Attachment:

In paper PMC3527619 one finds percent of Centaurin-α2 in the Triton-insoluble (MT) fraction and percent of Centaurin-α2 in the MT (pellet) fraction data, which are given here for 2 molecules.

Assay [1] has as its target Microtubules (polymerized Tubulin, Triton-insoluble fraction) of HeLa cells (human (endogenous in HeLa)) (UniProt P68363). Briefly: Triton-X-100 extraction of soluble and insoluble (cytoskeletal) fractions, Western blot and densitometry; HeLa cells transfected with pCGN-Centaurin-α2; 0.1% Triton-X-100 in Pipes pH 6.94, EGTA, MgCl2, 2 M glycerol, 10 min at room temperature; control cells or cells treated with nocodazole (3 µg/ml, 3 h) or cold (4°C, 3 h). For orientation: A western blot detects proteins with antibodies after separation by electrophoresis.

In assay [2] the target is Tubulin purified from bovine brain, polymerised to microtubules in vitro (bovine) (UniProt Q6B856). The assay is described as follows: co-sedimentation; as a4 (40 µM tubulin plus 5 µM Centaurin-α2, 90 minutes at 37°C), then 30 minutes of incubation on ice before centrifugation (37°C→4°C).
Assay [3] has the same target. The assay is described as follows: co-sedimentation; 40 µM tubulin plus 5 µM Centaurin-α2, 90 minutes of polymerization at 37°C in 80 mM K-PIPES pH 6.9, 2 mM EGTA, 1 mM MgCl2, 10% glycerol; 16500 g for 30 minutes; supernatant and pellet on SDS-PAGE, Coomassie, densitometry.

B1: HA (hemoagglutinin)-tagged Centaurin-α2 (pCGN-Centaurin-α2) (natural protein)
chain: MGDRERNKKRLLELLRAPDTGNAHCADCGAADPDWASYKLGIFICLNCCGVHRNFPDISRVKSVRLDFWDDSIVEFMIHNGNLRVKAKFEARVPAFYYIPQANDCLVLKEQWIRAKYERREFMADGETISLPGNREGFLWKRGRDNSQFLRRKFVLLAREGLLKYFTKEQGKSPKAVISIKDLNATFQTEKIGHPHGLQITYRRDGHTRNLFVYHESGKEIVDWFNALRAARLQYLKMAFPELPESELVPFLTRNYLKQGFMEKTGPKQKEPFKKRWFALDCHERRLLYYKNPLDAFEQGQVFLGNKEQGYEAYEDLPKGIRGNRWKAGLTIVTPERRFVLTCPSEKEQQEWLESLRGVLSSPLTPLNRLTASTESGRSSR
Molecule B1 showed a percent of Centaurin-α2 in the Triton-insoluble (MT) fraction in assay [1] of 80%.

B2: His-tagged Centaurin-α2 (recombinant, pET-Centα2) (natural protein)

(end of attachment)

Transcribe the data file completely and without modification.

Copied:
In paper PMC3527619 one finds percent of Centaurin-α2 in the Triton-insoluble (MT) fraction and percent of Centaurin-α2 in the MT (pellet) fraction data, which are given here for 2 molecules.

Assay [1] has as its target Microtubules (polymerized Tubulin, Triton-insoluble fraction) of HeLa cells (human (endogenous in HeLa)) (UniProt P68363). Briefly: Triton-X-100 extraction of soluble and insoluble (cytoskeletal) fractions, Western blot and densitometry; HeLa cells transfected with pCGN-Centaurin-α2; 0.1% Triton-X-100 in Pipes pH 6.94, EGTA, MgCl2, 2 M glycerol, 10 min at room temperature; control cells or cells treated with nocodazole (3 µg/ml, 3 h) or cold (4°C, 3 h). For orientation: A western blot detects proteins with antibodies after separation by electrophoresis.

In assay [2] the target is Tubulin purified from bovine brain, polymerised to microtubules in vitro (bovine) (UniProt Q6B856). The assay is described as follows: co-sedimentation; as a4 (40 µM tubulin plus 5 µM Centaurin-α2, 90 minutes at 37°C), then 30 minutes of incubation on ice before centrifugation (37°C→4°C).
Assay [3] has the same target. The assay is described as follows: co-sedimentation; 40 µM tubulin plus 5 µM Centaurin-α2, 90 minutes of polymerization at 37°C in 80 mM K-PIPES pH 6.9, 2 mM EGTA, 1 mM MgCl2, 10% glycerol; 16500 g for 30 minutes; supernatant and pellet on SDS-PAGE, Coomassie, densitometry.

B1: HA (hemoagglutinin)-tagged Centaurin-α2 (pCGN-Centaurin-α2) (natural protein)
chain: MGDRERNKKRLLELLRAPDTGNAHCADCGAADPDWASYKLGIFICLNCCGVHRNFPDISRVKSVRLDFWDDSIVEFMIHNGNLRVKAKFEARVPAFYYIPQANDCLVLKEQWIRAKYERREFMADGETISLPGNREGFLWKRGRDNSQFLRRKFVLLAREGLLKYFTKEQGKSPKAVISIKDLNATFQTEKIGHPHGLQITYRRDGHTRNLFVYHESGKEIVDWFNALRAARLQYLKMAFPELPESELVPFLTRNYLKQGFMEKTGPKQKEPFKKRWFALDCHERRLLYYKNPLDAFEQGQVFLGNKEQGYEAYEDLPKGIRGNRWKAGLTIVTPERRFVLTCPSEKEQQEWLESLRGVLSSPLTPLNRLTASTESGRSSR
Molecule B1 showed a percent of Centaurin-α2 in the Triton-insoluble (MT) fraction in assay [1] of 80%.

B2: His-tagged Centaurin-α2 (recombinant, pET-Centα2) (natural protein)